Normalization is one of the primary techniques of a family therapist. Most family therapists do not put much stock in traditional ideas of “mental illness,” preferring instead to believe that the behaviors that their clients complain about are understandable reactions to tough circumstances. Normalizing is just pointing that out. People come in thinking they (or their kids) are crazy, broken, or bad, and once the therapist understands the situation, they can say something like, “Wow, you two are under a lot of stress! It’s no wonder you’ve been fighting lately. That’s a lot to carry around,” or “Actually, the latest research shows that adolescents need at least nine hours of sleep at night. I don’t think Johnny’s behavior is out of the ordinary…”
Normalization isn’t always verbal, either. It can be expressed by the therapist’s demeanor while hearing about the problem–no shock, no worry, just calm understanding–and in their easy willingness to talk openly and frankly about it. This part isn’t always easy, of course. It takes a lot of self-examination and your own therapeutic work to find your own triggers and ameliorate them.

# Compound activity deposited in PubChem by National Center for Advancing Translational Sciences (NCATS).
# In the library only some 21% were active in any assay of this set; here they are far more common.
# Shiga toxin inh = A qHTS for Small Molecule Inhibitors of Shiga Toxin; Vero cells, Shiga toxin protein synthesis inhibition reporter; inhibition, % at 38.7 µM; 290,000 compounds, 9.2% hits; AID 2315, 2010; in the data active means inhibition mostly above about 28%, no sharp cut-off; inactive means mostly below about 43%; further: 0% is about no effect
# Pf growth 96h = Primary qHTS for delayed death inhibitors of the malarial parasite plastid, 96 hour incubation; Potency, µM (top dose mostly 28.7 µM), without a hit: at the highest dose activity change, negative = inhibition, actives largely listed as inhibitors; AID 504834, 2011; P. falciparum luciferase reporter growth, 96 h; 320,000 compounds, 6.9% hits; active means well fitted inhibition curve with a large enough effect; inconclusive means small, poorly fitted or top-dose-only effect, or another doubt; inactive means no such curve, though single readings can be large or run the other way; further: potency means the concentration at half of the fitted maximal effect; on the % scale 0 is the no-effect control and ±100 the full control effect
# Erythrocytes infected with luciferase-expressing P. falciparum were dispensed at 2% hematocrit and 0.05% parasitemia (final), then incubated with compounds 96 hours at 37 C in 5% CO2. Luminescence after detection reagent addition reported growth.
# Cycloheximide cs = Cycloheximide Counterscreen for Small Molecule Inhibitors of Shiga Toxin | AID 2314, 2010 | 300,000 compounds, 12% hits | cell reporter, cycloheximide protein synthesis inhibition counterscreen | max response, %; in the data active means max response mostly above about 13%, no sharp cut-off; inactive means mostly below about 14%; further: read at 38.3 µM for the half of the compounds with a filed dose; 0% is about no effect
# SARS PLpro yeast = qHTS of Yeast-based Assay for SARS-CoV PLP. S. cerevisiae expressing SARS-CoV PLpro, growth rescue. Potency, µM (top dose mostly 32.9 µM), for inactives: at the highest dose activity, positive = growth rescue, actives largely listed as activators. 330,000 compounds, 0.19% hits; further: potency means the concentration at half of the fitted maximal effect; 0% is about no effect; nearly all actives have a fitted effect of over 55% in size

The idea in normalization is both to educate clients about the situations they find themselves in and to take the pressure to change off of them. Often the stress that they create by ruminating on, arguing about, and trying to fix something that isn’t really the problem has become their main problem. Whether or not it has become their main problem, it isn’t helping.
[First published on Nathen’s Miraculous Escape, May 23, 2010.]